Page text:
KAMPALA, (Reuters) – Long-time leader Yoweri Museveni had a commanding lead in Uganda’s presidential election according to preliminary results yesterday though his main rival Bobi Wine said there had been widespread fraud.
With 6.8 million ballots counted, or 37% of registered voters, Museveni had won 4.05 million, or 62.2%, while main opposition candidate Wine had 1.99 million votes (30.6%), the electoral commission said just after 9 p.m. (1800 GMT).
The election campaign was marred by deadly crackdowns by security forces on opposition candidates and their supporters. Wine and some other opposition candidates were arrested on multiple occasions.
There was a heavy security presence around Wine’s sprawling compound yesterday. The singer-turnedlawmaker said he was under siege and his life was in danger.
“We have simply boosted our deployment in the neighbourhood for his own security. We are not there to arrest him and he is not under arrest,” Luke Owoyesigyire, deputy spokesman for Kampala’s metropolitan police said. The deputy spokesman for Uganda’s armed forces, Deo Akiiki, said security officers intervened on Friday to arrest three intruders who had jumped over the fence into Wine’s compound.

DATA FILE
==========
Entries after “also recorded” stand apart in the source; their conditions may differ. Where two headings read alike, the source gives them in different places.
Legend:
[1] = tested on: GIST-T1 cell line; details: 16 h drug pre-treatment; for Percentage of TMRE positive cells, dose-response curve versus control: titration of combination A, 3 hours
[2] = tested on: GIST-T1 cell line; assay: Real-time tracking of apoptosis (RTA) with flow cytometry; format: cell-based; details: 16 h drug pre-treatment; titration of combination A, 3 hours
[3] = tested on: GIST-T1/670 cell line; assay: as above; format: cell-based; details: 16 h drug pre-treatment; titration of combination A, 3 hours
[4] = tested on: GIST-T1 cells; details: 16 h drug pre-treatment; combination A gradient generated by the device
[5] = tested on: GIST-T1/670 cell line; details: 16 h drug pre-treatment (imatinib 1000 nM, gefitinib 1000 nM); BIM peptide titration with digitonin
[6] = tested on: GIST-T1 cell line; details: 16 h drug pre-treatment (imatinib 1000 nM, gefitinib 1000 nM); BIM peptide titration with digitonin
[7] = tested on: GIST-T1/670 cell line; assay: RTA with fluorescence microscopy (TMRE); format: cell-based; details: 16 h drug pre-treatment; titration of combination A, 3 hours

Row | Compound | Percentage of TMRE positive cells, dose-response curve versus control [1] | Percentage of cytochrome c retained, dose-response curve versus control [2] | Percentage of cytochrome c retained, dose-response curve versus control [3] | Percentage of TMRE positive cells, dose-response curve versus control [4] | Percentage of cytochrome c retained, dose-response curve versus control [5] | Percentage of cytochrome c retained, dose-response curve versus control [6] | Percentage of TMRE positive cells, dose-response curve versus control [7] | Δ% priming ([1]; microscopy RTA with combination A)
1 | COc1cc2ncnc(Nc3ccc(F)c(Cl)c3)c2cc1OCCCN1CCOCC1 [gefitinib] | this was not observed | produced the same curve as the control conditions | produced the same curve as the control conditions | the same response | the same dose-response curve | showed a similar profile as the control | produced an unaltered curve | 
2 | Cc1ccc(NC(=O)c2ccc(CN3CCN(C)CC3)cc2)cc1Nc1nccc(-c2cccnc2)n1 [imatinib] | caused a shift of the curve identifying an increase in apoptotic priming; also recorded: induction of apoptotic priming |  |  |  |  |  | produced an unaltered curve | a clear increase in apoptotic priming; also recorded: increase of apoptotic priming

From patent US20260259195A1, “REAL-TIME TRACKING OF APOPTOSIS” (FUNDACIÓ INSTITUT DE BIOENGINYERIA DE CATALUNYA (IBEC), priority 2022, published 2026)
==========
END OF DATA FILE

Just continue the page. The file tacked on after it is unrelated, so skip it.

Wine has galvanized young Ugandans with calls for political change and he told a news conference on Friday that he had video proof of voting fraud. “I am very confident that we defeated the dictator by far,” he said.
“We are putting every legal, every constitutional and every non-violent option on the table,” Wine told Reuters. “I will be happy to share the videos of all the fraud and irregularities as soon as the internet is restored.”